Extending Collection with a recursive property/method that depends on the element type

In the context of this question, I though about how one could implement a property or method that counts across all nesting levels in collections.

Intuitively, something this should work:

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  • extension Collection { 
        var flatCount: Int {
            if self.count == 0 {
                return 0
            } else if self.first is Collection { // .Iterator.Element: Collection
                return self.reduce(0) { (res, elem) -> Int in
                    res + (elem as! Collection).flatCount // ERROR
                }
            } else {
                return self.reduce(0) { (res,_) in res + 1 }
            }
        }
    }
    

    However, we are not allowed to cast values to protocol types that have associated types.

    So I thought to make the Element type more explicit, like so:

    extension Collection {
        var flatCount: Int {
            return Self.flatCountH(self)
        }
    
        private static final func 
            flatCountH<C: Collection, D>(_ c: C) -> Int 
                where Iterator.Element == D, D: Collection {
            return c.reduce(0) { (res: Int, elem: D) -> Int in 
                (res + elem.flatCount) as Int // Ambiguous type 
            }
        }
    
        private static final func flatCountH<C: Collection>(_ c: C) -> Int {
            return c.reduce(0) { $0 + $1.flatCount } // Unable to infer closure type
        }
    }
    

    But this is apparently asking too much of the type inferrer.

    Now I took a step back and decided to stop trying to wrench everything into one extension:

    extension Collection {
        var flatCount: Int {
            // There's no count on Collection, so...
            return self.reduce(0) { (res,_) in res + 1 }
        }
    }
    
    extension Collection where Iterator.Element: Collection {
        var flatCount: Int {
            return self.reduce(0) { $0 + $1.flatCount }
        }
    }
    

    Now this compiles — yay! — but the dispatching is off: $1.flatCount does not bind to the second, recursive version, but always to the first, plain version. That is, flatCount only counts the first nesting level.

    Is there a way to juggle types and/or dispatching in a way to express this function? Or am I going about it in a completely roundabout way (or two)?


    Side note: in the last example and in the first function, I don’t use

    self.reduce(0) { $0 + 1 }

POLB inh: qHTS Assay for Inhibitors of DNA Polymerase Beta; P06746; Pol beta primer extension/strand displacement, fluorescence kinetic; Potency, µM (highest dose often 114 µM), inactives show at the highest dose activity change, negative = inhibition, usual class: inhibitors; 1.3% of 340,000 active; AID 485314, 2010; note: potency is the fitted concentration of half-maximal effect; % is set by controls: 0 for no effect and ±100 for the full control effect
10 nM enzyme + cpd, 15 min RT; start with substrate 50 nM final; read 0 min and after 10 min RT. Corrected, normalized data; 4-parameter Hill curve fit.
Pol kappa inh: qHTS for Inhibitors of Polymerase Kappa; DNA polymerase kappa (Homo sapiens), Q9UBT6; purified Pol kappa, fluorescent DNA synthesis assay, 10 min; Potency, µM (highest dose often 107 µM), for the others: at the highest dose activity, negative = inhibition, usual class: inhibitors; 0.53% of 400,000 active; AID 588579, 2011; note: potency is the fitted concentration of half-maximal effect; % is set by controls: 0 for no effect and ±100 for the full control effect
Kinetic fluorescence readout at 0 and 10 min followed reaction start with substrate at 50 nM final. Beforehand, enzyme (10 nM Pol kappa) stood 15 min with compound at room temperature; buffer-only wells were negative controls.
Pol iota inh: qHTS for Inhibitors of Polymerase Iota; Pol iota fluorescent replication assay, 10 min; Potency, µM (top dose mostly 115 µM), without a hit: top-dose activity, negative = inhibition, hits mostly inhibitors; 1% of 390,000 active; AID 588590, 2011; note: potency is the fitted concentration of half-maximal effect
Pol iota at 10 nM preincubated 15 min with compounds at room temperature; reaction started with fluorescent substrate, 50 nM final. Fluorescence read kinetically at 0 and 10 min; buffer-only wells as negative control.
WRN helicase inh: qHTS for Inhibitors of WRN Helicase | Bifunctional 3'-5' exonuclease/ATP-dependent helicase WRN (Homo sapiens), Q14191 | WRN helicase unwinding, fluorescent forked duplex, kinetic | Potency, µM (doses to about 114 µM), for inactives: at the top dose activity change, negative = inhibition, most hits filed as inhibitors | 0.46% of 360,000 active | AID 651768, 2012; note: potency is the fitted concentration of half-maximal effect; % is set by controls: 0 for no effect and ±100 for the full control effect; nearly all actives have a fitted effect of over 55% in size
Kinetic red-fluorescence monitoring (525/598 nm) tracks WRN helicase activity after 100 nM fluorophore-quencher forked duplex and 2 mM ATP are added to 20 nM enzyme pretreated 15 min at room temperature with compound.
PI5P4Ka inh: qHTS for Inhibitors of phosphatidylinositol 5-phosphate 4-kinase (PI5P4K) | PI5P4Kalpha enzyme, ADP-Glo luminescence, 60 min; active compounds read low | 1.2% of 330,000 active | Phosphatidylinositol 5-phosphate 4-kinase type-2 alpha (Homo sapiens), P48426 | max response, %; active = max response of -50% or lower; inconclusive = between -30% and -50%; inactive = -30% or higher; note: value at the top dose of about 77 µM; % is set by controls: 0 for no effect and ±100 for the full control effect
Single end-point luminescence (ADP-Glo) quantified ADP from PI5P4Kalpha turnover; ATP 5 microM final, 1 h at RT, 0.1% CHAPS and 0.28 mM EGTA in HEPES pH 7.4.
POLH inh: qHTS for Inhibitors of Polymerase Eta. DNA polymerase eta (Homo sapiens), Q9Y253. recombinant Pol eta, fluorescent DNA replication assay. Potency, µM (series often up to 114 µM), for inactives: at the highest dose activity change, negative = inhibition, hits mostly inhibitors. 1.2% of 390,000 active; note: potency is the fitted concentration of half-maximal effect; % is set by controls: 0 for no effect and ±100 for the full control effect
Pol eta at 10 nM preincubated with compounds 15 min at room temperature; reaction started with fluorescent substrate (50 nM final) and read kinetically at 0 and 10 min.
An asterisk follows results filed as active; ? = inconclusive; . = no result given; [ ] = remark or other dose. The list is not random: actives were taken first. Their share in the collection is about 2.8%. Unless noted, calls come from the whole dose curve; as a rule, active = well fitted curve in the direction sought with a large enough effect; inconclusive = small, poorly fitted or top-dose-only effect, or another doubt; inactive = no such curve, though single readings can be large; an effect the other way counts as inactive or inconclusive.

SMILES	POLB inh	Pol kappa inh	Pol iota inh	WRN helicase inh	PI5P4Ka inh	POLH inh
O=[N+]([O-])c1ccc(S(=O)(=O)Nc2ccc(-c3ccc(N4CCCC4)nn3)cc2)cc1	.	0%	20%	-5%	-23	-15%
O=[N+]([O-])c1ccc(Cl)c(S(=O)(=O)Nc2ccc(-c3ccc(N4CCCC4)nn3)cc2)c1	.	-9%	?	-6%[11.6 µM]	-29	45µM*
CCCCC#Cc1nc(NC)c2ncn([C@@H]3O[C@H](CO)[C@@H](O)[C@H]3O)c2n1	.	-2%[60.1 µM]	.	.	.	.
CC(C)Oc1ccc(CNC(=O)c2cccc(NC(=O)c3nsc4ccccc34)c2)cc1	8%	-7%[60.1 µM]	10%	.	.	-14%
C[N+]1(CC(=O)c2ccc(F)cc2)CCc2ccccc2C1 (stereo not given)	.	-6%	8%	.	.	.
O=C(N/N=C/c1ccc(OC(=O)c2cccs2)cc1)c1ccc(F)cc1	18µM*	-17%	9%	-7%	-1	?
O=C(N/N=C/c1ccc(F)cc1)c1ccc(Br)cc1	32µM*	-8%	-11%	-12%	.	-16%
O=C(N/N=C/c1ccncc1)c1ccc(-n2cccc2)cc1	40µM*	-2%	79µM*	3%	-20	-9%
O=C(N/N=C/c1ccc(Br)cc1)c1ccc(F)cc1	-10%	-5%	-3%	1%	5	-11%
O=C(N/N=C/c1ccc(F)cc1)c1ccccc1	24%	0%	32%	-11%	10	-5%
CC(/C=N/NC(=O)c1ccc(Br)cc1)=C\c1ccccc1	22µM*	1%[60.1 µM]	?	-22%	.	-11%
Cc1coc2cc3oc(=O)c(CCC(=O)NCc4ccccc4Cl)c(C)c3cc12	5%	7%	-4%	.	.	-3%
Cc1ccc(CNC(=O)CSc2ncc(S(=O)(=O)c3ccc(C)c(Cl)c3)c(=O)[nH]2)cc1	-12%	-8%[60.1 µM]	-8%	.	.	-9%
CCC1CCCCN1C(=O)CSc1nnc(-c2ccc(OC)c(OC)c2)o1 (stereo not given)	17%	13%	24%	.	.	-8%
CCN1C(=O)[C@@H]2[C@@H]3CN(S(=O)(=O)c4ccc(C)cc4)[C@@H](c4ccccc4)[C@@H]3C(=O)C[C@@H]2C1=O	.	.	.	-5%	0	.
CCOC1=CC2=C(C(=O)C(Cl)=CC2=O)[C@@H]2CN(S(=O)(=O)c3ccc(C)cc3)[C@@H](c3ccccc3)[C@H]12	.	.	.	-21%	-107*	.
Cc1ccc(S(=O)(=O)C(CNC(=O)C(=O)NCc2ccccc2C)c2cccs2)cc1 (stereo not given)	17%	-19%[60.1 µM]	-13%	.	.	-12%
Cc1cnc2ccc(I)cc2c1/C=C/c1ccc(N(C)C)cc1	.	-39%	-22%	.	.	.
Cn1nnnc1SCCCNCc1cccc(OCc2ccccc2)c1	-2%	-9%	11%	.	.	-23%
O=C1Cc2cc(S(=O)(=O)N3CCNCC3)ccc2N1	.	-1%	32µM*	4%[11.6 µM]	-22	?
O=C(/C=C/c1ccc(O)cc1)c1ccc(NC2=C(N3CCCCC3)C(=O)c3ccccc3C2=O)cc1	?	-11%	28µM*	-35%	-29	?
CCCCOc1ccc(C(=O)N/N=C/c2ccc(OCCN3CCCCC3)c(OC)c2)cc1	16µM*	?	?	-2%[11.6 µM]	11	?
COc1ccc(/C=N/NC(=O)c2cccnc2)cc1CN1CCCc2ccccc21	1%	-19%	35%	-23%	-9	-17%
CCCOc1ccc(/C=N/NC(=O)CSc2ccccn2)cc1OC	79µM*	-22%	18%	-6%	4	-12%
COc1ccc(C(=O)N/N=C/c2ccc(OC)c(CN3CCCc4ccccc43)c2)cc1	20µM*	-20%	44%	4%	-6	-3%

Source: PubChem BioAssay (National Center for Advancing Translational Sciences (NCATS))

because that does not compile; here, $0 is the pair of both anonymous parameters! I think that this is needlessly surprising behaviour and posted a change request to the Swift bugtracker.

    2 Solutions Collect From Internet About “Extending Collection with a recursive property/method that depends on the element type”

    I don’t believe that it’s currently possible to write a recursive extension like this, where the base case is determined by the conformance of a static type.

    Although note that Collection does have a count property requirement, it’s just of type IndexDistance (an associated type), rather than Int. Therefore if this were possible, you could express it as:

    extension Collection {
        var flatCount: IndexDistance {
            return count
        }
    }
    
    extension Collection where Iterator.Element: Collection {
        var flatCount: IndexDistance {
            // compiler error: unable to infer closure type in the current context
            // (if you expand it out, it will tell you that it's because
            //  $1.flatCount is ambiguous)
            return self.reduce(0) { $0 + $1.flatCount }
        }
    }
    

    However, this yields a compiler error (although why it doesn’t for when flatCount is an Int, I have no idea – they should both either consistently compile or not compile). The problem is that Swift wants to statically dispatch $1.flatCount – therefore meaning that it can only pick one of the extensions to call (and in this case, the compiler thinks both are equally valid).

    The only way static dispatch could work here is if the implementations were specialised for each concrete type of Collection that they’re called on. In that case, the ambiguity would be resolved as the compiler would know the concrete type inside the implementation, and thus know whether Iterator.Element.Iterator.Element : Collection, and dispatch accordingly.